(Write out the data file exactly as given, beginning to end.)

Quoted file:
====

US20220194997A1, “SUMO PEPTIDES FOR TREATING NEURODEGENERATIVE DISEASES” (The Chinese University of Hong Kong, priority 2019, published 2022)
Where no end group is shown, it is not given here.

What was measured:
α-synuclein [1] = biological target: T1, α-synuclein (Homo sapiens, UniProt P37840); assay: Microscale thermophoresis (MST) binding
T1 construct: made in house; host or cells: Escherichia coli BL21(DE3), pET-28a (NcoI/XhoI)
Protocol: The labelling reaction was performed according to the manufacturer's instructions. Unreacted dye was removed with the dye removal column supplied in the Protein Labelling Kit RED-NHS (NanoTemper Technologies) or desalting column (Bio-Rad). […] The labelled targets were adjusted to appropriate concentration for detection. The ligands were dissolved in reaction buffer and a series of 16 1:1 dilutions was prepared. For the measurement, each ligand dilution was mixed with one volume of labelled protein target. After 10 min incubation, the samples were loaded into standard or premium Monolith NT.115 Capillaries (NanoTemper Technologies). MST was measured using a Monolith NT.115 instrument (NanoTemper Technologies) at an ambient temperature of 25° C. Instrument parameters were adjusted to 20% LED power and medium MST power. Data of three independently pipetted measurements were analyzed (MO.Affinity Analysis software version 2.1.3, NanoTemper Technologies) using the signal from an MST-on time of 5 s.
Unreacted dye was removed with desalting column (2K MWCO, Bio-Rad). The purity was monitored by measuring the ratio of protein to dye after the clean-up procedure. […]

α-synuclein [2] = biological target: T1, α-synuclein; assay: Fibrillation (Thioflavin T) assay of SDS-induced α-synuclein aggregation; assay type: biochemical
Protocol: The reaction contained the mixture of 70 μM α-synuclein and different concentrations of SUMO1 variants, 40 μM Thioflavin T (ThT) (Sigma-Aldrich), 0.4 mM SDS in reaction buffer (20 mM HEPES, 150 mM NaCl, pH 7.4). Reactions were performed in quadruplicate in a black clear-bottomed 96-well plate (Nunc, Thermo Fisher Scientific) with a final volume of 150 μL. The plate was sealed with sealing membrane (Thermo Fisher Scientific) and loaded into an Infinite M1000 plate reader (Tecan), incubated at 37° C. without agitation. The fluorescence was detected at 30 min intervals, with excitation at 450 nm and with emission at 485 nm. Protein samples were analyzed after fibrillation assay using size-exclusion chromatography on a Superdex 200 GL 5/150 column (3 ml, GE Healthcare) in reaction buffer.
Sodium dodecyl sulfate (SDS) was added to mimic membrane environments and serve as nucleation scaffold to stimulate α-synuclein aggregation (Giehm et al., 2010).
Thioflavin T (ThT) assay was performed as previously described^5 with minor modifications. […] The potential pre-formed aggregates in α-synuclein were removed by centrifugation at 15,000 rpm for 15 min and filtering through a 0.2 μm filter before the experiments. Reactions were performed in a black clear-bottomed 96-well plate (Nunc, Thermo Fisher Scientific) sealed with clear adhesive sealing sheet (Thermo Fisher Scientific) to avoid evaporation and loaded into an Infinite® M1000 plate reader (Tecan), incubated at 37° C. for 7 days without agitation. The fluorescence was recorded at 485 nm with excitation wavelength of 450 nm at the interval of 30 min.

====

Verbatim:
US20220194997A1, “SUMO PEPTIDES FOR TREATING NEURODEGENERATIVE DISEASES” (The Chinese University of Hong Kong, priority 2019, published 2022)
Where no end group is shown, it is not given here.

What was measured:
α-synuclein [1] = biological target: T1, α-synuclein (Homo sapiens, UniProt P37840); assay: Microscale thermophoresis (MST) binding
T1 construct: made in house; host or cells: Escherichia coli BL21(DE3), pET-28a (NcoI/XhoI)
Protocol: The labelling reaction was performed according to the manufacturer's instructions. Unreacted dye was removed with the dye removal column supplied in the Protein Labelling Kit RED-NHS (NanoTemper Technologies) or desalting column (Bio-Rad). […] The labelled targets were adjusted to appropriate concentration for detection. The ligands were dissolved in reaction buffer and a series of 16 1:1 dilutions was prepared. For the measurement, each ligand dilution was mixed with one volume of labelled protein target. After 10 min incubation, the samples were loaded into standard or premium Monolith NT.115 Capillaries (NanoTemper Technologies). MST was measured using a Monolith NT.115 instrument (NanoTemper Technologies) at an ambient temperature of 25° C. Instrument parameters were adjusted to 20% LED power and medium MST power. Data of three independently pipetted measurements were analyzed (MO.Affinity Analysis software version 2.1.3, NanoTemper Technologies) using the signal from an MST-on time of 5 s.
Unreacted dye was removed with desalting column (2K MWCO, Bio-Rad). The purity was monitored by measuring the ratio of protein to dye after the clean-up procedure. […]

α-synuclein [2] = biological target: T1, α-synuclein; assay: Fibrillation (Thioflavin T) assay of SDS-induced α-synuclein aggregation; assay type: biochemical
Protocol: The reaction contained the mixture of 70 μM α-synuclein and different concentrations of SUMO1 variants, 40 μM Thioflavin T (ThT) (Sigma-Aldrich), 0.4 mM SDS in reaction buffer (20 mM HEPES, 150 mM NaCl, pH 7.4). Reactions were performed in quadruplicate in a black clear-bottomed 96-well plate (Nunc, Thermo Fisher Scientific) with a final volume of 150 μL. The plate was sealed with sealing membrane (Thermo Fisher Scientific) and loaded into an Infinite M1000 plate reader (Tecan), incubated at 37° C. without agitation. The fluorescence was detected at 30 min intervals, with excitation at 450 nm and with emission at 485 nm. Protein samples were analyzed after fibrillation assay using size-exclusion chromatography on a Superdex 200 GL 5/150 column (3 ml, GE Healthcare) in reaction buffer.
Sodium dodecyl sulfate (SDS) was added to mimic membrane environments and serve as nucleation scaffold to stimulate α-synuclein aggregation (Giehm et al., 2010).
Thioflavin T (ThT) assay was performed as previously described^5 with minor modifications. […] The potential pre-formed aggregates in α-synuclein were removed by centrifugation at 15,000 rpm for 15 min and filtering through a 0.2 μm filter before the experiments. Reactions were performed in a black clear-bottomed 96-well plate (Nunc, Thermo Fisher Scientific) sealed with clear adhesive sealing sheet (Thermo Fisher Scientific) to avoid evaporation and loaded into an Infinite® M1000 plate reader (Tecan), incubated at 37° C. for 7 days without agitation. The fluorescence was recorded at 485 nm with excitation wavelength of 450 nm at the interval of 30 min.